Opportunities for Australian SMEs along Belt and Road
China’s ambitious Belt and Road Initiative could act as a vehicle for the entry of small and medium-sized Australian enterprises into various global markets that are part of the land and sea route.
But this won’t be as easy as it sounds.
Smaller businesses tend to be more inward-looking, they lack scale and have limited resources, vision and connections to capitalise on the opportunities on offer.
It is likely the push into BRI’s global markets will require SMEs to consider some form of joint venture or collaboration with either Chinese counterparts or local businesses in a particular participating nation.
There are also risks and challenges for SMEs in these types of cross-border projects, where having a good risk diversification strategy is essential.
Accordingly, having the right network within the right industry in China that is part of BRI helps SMEs in their penetration into a new foreign market that, fascinatingly, could be in South Asia, Africa, or in any other BRI region.
Australia is considered a late entry into BRI, having only recently expressed an interest.
President Xi Jinping introduced the Belt and Road concept in 2013, an economic and foreign policy project that focuses on reviving the ancient Silk Road, which was the main trade route from China to Europe centuries ago.
The plan is to have the Silk Road complemented by a new maritime Silk Road that starts from Guangzhou and Hong Kong and continues through the South China Sea, covering most of the Association of South-East Asian Nations, Sri Lanka, the Middle East and Africa.
BRI will connect three continents – Asia, Europe and Africa, covering a total of 3.2 billion people – almost 45 per cent of the world’s population.
The strategy could support a revival of Chinese GDP and trade growth, and at the same time provide a chance for a growth spurt in the economies of participating nations.
This may be achievable through the development of major economic corridors that link China with Mongolia, Russia, Central Asia, South Asia (Pakistan, Sri Lanka and Bangladesh), West Asia (including the Middle East) and Europe.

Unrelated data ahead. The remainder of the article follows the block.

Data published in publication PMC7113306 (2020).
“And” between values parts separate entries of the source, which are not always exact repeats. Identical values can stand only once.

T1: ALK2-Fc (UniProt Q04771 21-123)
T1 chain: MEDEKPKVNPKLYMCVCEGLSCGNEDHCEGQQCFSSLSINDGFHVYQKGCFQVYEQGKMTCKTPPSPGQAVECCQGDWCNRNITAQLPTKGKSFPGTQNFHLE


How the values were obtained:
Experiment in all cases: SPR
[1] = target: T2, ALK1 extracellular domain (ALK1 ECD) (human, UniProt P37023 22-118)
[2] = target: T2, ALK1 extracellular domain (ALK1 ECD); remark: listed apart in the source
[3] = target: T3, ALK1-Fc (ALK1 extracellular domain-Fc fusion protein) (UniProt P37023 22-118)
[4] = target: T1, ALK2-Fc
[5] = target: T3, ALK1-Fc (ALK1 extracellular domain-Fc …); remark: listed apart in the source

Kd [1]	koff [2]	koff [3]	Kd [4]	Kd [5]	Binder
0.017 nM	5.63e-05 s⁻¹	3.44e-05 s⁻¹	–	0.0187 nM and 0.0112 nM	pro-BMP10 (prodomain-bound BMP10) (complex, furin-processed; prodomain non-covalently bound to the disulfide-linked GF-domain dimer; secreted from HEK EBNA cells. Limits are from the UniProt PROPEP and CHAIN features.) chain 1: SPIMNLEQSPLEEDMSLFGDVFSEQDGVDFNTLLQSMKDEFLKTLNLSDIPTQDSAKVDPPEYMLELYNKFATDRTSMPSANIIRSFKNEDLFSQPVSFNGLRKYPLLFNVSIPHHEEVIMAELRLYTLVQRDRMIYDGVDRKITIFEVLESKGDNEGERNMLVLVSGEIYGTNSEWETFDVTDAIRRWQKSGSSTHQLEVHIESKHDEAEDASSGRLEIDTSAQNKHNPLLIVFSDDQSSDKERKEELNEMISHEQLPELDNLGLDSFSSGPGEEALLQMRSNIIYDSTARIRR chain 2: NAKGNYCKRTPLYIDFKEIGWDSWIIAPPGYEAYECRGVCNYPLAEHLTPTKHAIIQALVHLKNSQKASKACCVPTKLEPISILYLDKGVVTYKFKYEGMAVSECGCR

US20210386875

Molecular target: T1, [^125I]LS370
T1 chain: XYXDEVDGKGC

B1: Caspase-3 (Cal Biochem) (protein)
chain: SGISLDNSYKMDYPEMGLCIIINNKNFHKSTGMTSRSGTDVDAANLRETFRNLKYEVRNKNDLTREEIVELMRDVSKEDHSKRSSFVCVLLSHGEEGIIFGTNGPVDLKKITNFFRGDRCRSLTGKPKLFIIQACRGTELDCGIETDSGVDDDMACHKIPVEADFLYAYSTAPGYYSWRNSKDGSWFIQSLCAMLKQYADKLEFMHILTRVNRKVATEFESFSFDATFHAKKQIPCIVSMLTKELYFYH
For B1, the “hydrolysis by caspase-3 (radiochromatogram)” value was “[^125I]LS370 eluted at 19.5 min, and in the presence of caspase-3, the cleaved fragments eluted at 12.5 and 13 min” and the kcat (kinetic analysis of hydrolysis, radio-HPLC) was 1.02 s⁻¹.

The connectivity of China with the BRI participating nations is expected to lead to an increase in infrastructure projects within these nations, especially in ‘logistical facilities’ that are a precursor to trade.
According to data from management consulting firm McKinsey, more than 200 enterprises have signed cooperation agreements for projects along Belt and Road routes.
BRI is a blueprint for China to explore cooperation with new economic partners.
The nations covered in BRI are mostly emerging economies. Hence they could form more natural relations with China, as new destinations for both Chinese investment and exports.
Some scholars have also suggested the vast underdeveloped region between the prosperous West European and East Asian economies, has the potential to become a new growth pillar of the world economy, creating markets for Australian exports and outward foreign direct investment.
It is true many BRI projects are currently concentrated on the large-scale infrastructure sector.
However, as much as the expected benefits from BRI will not be as direct and current as they are for large organisations, many SME executives in Hong Kong, Singapore, and South-eastern Europe are convinced they too can seize the opportunities and play a part.
Data from the Australian Small Business and Family Enterprise Ombudsman in 2015 showed there were 2,065,523 small businesses in Australia, and this accounted for 97 per cent of all businesses in the country.
The remaining 3 per cent of companies were 51,000 medium-sized businesses, and 3,700 large businesses.
The BRI concept has been floated for a few years now, but many businesses, especially SMEs, are still unclear of what it involves and whether there is a place for them in the BRI.
That is not unexpected. Some analysts have also been less confident. There are also concerns about foreign ownership of key infrastructure.
Nevertheless, irrespective of the various interpretations of BRI, it is likely here to stay. Australia is part of the global economy, and economically it has a tied relationship with China.
It is therefore important to keep an eye on the progress of BRI and act accordingly with the right approach and attitude.
Opportunities from BRI will eventually be diminished if companies and governments do not take advantage.
Considering the scale of the participating nations, there is likely to be plenty of interest from competitors who are keen to grab the opportunities in BRI.